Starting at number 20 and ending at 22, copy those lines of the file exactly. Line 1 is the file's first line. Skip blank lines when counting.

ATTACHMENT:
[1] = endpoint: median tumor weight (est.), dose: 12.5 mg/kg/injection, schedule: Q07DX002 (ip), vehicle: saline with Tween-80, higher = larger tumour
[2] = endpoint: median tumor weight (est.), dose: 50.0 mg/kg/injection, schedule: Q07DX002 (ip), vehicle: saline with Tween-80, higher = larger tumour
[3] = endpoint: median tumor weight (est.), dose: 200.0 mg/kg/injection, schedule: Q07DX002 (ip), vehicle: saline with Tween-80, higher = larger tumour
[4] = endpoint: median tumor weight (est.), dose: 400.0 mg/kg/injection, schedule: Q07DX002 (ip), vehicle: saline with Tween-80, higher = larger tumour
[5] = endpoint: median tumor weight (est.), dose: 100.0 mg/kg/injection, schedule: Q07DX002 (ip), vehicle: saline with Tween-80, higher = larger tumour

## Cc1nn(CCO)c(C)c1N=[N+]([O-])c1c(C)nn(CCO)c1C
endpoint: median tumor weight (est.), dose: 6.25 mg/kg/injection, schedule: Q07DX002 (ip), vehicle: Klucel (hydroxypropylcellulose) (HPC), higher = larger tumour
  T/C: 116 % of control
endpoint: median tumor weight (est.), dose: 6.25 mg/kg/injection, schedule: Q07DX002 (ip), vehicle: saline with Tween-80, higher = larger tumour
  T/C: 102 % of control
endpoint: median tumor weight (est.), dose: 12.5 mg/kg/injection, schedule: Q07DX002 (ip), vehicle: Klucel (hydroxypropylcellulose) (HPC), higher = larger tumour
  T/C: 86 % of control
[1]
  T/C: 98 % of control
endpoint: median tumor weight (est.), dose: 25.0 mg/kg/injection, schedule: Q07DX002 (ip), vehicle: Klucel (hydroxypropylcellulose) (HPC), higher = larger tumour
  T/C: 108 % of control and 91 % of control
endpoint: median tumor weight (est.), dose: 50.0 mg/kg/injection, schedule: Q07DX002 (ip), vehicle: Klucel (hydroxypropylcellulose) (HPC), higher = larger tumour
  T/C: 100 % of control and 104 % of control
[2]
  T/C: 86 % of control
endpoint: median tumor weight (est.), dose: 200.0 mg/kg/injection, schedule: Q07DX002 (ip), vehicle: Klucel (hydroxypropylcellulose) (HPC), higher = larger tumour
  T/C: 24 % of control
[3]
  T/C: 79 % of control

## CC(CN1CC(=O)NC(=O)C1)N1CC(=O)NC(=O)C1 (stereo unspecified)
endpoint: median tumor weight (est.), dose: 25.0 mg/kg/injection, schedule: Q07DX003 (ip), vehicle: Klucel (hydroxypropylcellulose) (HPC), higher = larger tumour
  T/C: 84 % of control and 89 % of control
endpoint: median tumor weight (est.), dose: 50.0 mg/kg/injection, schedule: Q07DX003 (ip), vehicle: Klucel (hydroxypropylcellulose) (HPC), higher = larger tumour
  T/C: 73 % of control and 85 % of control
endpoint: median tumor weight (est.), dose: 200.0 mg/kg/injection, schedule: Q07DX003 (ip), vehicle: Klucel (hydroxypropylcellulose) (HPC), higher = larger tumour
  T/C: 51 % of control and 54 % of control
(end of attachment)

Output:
  T/C: 86 % of control
endpoint: median tumor weight (est.), dose: 200.0 mg/kg/injection, schedule: Q07DX002 (ip), vehicle: Klucel (hydroxypropylcellulose) (HPC), higher = larger tumour
  T/C: 24 % of control